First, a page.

The hills and forests around Oslo are now sporting 50 new posts of interest, waiting to be found by eager skiers and hikers. Hundreds lined up again on Sunday to punch their first post in the latest edition of the local ski association’s book containing them all, called the Kjentmannmerket’s handbook.
The book and program behind it takes its name from a kjentmann, someone who’s familiar with a local area. Those who find enough of the posts featured in the new handbook win a merke, an award of sorts for their familiarity. Those who find 15 of the posts qualify for a bronze pin, 25 wins silver and a gold pin goes to those who find at least 40 of the 50 posts.
The program that combines outdoor activity with a treasure hunt of sorts is mainly aimed at simply encouraging the use of Oslo’s surrounding forests (collectively called marka), by providing 50 new trekking destinations either on foot, on bicycles or skis. Skiforeningen, the local ski association, has hosted the program for years as an extra incentive for local residents to explore and enjoy their local hills and forests that are full of hiking and skiing trails. Similar programs are available in other areas around Norway, often through the local trekking association DNT.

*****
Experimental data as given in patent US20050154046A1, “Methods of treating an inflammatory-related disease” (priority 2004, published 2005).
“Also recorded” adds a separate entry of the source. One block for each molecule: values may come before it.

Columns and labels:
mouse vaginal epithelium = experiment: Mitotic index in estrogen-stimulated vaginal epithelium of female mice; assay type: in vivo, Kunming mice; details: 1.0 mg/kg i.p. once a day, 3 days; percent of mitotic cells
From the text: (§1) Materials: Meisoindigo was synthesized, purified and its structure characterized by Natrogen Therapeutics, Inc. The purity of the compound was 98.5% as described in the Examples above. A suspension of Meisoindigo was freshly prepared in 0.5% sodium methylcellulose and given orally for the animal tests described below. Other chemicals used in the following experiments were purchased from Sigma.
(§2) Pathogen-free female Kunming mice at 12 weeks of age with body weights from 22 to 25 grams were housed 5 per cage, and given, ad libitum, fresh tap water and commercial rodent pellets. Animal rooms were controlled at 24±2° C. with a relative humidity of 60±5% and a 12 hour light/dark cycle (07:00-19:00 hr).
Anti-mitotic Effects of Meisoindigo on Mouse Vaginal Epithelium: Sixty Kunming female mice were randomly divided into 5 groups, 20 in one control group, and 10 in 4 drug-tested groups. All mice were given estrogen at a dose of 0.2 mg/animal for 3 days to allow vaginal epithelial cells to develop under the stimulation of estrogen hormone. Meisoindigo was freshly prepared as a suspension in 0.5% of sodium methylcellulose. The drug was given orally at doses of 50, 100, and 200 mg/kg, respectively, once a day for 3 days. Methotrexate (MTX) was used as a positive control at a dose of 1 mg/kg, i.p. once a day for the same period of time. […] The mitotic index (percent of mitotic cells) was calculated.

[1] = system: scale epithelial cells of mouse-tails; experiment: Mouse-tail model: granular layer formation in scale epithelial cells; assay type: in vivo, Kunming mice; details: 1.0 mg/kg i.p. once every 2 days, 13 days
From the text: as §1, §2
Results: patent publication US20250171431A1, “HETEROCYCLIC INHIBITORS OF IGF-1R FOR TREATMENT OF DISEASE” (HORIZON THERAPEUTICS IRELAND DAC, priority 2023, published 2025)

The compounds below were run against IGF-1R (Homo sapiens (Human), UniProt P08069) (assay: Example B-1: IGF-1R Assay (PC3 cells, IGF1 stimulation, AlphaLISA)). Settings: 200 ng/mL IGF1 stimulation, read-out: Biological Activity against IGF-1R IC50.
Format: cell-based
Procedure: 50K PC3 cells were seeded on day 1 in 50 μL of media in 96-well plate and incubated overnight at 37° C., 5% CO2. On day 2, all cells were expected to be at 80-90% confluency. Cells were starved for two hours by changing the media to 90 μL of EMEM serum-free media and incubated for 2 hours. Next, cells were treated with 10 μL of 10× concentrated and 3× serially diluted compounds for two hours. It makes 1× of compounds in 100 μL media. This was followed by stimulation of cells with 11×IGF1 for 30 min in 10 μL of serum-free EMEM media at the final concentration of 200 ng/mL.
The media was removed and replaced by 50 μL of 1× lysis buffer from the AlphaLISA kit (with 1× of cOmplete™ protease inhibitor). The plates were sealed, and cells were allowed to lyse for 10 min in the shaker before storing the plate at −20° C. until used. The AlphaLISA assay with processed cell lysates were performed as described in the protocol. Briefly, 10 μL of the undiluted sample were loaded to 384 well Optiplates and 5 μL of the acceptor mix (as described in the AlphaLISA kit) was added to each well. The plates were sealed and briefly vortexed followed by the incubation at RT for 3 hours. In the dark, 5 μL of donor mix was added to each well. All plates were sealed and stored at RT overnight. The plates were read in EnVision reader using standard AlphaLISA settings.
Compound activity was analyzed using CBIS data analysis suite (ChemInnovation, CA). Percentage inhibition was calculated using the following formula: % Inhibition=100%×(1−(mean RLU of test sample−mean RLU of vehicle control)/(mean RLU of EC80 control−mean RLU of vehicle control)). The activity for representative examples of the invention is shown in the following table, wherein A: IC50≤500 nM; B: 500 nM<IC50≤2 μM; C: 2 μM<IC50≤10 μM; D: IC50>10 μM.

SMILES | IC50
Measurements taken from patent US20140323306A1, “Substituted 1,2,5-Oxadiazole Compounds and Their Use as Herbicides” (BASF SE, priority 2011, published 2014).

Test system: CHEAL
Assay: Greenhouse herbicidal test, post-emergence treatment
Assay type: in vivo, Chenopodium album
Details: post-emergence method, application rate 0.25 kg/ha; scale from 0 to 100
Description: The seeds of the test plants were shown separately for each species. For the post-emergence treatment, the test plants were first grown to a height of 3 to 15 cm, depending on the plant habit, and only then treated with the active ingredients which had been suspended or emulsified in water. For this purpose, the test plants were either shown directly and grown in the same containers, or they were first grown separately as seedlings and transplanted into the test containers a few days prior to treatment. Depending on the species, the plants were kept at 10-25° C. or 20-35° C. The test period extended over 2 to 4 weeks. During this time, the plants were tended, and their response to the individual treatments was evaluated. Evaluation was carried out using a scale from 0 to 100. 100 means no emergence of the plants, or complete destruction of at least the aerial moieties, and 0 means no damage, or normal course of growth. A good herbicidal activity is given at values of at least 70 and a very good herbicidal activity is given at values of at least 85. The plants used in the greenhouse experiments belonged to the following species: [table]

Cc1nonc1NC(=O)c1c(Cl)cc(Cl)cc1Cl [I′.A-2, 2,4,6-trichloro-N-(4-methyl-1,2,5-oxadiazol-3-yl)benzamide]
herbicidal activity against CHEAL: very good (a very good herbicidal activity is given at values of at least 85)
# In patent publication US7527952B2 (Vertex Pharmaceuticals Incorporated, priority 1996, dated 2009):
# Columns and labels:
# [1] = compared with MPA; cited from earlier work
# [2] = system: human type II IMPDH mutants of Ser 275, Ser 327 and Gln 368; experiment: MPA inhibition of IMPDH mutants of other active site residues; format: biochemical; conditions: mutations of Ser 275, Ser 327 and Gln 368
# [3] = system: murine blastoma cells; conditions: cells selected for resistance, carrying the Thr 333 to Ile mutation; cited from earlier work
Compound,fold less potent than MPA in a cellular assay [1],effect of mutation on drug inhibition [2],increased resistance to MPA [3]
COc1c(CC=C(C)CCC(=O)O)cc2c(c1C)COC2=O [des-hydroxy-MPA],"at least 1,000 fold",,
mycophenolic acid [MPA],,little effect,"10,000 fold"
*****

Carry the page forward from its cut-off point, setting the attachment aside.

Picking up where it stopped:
The opening post was in an unusually urban location at Ekebergsletta, the large plateau on Oslo’s east side that’s perhaps best known for hosting the annual Norway Cup football tournament every summer. The site was chosen for its historical significance, panoramic views and to highlight a little-known granite marker that was part of geographic surveying in the area.
All the posts are chosen on the basis of cultural history, scenic beauty or both, and they’re spread over a large geographic area from Hurum and Kjekstadmarka in the southwest, to Nordmarka in the north and Østmarka in the east. All are described in detail in the handbook, with a photo of the post and an excerpt from the trail map for the area. Winter and summer trail maps for Nordmarka plus the trail maps for Østmarka and Vestmarka are needed along with the handbook to find the posts, and are available at the offices of trekking association DNT in downtown Oslo, and at most sporting goods stores and book stores. The book is available only in Norwegian, but for newcomers to the Oslo area who can read the language, it’s a great way to get to know the local great outdoors.
The Kjentmannsmerket’s handbook itself sold briskly on Sunday and is also available for sale from Skiforeningen, either online or at Skiforeningen’s offices at Kongeveien 5, Holmenkollen. Price: NOK 250 for members, and NOK 370 for non-members. The posts will remain standing until September 1, 2017.